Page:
4 Questions to Ask to Reveal Company Culture

May 28th, 2014

HireVue Team

Tips & Tricks

job interview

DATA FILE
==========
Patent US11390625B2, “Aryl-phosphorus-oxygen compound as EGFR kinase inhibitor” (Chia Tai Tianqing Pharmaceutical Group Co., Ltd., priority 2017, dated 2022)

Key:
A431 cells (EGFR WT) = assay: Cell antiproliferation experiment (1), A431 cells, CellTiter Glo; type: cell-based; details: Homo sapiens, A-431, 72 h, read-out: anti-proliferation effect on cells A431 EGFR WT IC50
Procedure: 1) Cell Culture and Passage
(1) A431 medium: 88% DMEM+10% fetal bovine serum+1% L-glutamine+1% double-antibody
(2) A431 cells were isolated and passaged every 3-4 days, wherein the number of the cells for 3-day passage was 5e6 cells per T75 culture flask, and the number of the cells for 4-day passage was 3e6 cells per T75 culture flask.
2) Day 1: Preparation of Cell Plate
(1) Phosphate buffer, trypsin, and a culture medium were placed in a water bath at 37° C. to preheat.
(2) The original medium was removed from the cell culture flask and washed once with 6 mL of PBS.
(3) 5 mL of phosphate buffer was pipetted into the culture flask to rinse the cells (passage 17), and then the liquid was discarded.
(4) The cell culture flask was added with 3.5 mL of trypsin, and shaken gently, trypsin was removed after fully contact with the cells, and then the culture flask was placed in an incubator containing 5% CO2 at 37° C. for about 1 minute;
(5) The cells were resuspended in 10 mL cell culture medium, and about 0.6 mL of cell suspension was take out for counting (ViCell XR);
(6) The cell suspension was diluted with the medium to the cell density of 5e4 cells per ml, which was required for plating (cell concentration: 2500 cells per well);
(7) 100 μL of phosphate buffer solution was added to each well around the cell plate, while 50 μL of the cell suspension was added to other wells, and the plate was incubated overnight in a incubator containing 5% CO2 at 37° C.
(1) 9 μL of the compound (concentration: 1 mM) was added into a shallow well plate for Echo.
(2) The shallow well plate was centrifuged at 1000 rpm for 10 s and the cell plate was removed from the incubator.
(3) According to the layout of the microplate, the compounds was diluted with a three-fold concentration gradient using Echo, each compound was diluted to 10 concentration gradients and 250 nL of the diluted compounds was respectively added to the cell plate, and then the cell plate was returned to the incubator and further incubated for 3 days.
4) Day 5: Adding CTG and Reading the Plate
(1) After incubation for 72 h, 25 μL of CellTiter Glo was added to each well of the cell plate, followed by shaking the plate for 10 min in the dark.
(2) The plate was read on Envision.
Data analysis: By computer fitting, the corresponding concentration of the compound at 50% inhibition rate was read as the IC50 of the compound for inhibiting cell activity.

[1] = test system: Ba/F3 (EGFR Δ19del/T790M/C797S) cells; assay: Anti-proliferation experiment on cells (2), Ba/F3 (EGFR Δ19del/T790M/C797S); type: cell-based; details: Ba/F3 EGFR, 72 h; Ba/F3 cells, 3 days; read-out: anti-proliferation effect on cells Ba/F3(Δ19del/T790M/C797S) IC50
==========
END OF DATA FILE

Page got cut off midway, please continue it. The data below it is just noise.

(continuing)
QUESTIONS TO ASK DURING AN INTERVIEW I doesn’t matter if you are attending an online job interview or sitting down face-to-face, the questions you ask a potential employer are as important as the ones they ask you. Of course, the interview is an opportunity for the company to learn about you. But don’t forget to take advantage of the interview process to find out those things that aren’t readily available on their website — things like company culture and climate. According to CBS News, there are four questions you should ask at every interview to help decide if the job is truly a good match for you. 1. Why is the job available? The last person to hold the position you are applying for may have left the job because they retired, relocated with a spouse or chose to become a stay-at-home parent. But if the interviewer is hesitant to tell you why your predecessor left or seems uncomfortable, it could indicate a tumultuous or acrimonious parting. 2. How is success defined? Ask how your job performance will be rated. Metrics and numerical data are helpful tools, but a company that looks at nothing but may be too focused on the bottom line. A company that is equally concerned with how you reach goals may be nicer to work for and more willing to listen to employee suggestions and input. 3. Do employees have access to management? Companies that value communication and cooperation foster a company culture that encourages employees to interact with management. While the upper echelon may not be involved in every detail of daily operation, companies with the happiest employees provide them with opportunities to share ideas and opinions with management and offer input. 4. How long is typical tenure and how likely is advancement? Satisfied, happy employees aren't likely to change jobs unless they must. Companies with a higher turnover rate than average for their industry either aren't nice places to work or don't offer promotions and opportunities for advancement. Remember that you shouldn't be the only one answering questions at a job interview. Asking your interviewer the right questions helps you learn if a company's work environment is a good match for you and lets the interviewer know you're looking for a long-term fit.